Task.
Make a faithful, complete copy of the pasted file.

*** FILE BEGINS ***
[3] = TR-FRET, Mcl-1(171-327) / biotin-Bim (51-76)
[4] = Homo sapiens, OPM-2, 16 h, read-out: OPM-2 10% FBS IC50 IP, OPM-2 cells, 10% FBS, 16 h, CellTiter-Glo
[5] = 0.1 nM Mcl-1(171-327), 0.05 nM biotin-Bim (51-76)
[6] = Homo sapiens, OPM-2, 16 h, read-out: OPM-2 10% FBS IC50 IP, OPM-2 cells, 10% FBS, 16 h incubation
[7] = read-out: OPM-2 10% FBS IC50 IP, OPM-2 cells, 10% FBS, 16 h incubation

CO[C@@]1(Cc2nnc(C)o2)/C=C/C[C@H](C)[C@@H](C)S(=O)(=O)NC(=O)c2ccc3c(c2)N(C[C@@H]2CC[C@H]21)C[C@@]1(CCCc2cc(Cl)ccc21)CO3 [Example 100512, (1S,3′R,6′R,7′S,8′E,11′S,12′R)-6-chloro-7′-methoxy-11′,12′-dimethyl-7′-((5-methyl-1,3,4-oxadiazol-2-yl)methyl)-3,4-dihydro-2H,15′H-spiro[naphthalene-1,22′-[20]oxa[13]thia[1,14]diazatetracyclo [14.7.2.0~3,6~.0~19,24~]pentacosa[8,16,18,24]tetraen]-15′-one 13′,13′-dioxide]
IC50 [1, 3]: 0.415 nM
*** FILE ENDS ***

[3] = TR-FRET, Mcl-1(171-327) / biotin-Bim (51-76)
[4] = Homo sapiens, OPM-2, 16 h, read-out: OPM-2 10% FBS IC50 IP, OPM-2 cells, 10% FBS, 16 h, CellTiter-Glo
[5] = 0.1 nM Mcl-1(171-327), 0.05 nM biotin-Bim (51-76)
[6] = Homo sapiens, OPM-2, 16 h, read-out: OPM-2 10% FBS IC50 IP, OPM-2 cells, 10% FBS, 16 h incubation
[7] = read-out: OPM-2 10% FBS IC50 IP, OPM-2 cells, 10% FBS, 16 h incubation

CO[C@@]1(Cc2nnc(C)o2)/C=C/C[C@H](C)[C@@H](C)S(=O)(=O)NC(=O)c2ccc3c(c2)N(C[C@@H]2CC[C@H]21)C[C@@]1(CCCc2cc(Cl)ccc21)CO3 [Example 100512, (1S,3′R,6′R,7′S,8′E,11′S,12′R)-6-chloro-7′-methoxy-11′,12′-dimethyl-7′-((5-methyl-1,3,4-oxadiazol-2-yl)methyl)-3,4-dihydro-2H,15′H-spiro[naphthalene-1,22′-[20]oxa[13]thia[1,14]diazatetracyclo [14.7.2.0~3,6~.0~19,24~]pentacosa[8,16,18,24]tetraen]-15′-one 13′,13′-dioxide]
IC50 [1, 3]: 0.415 nM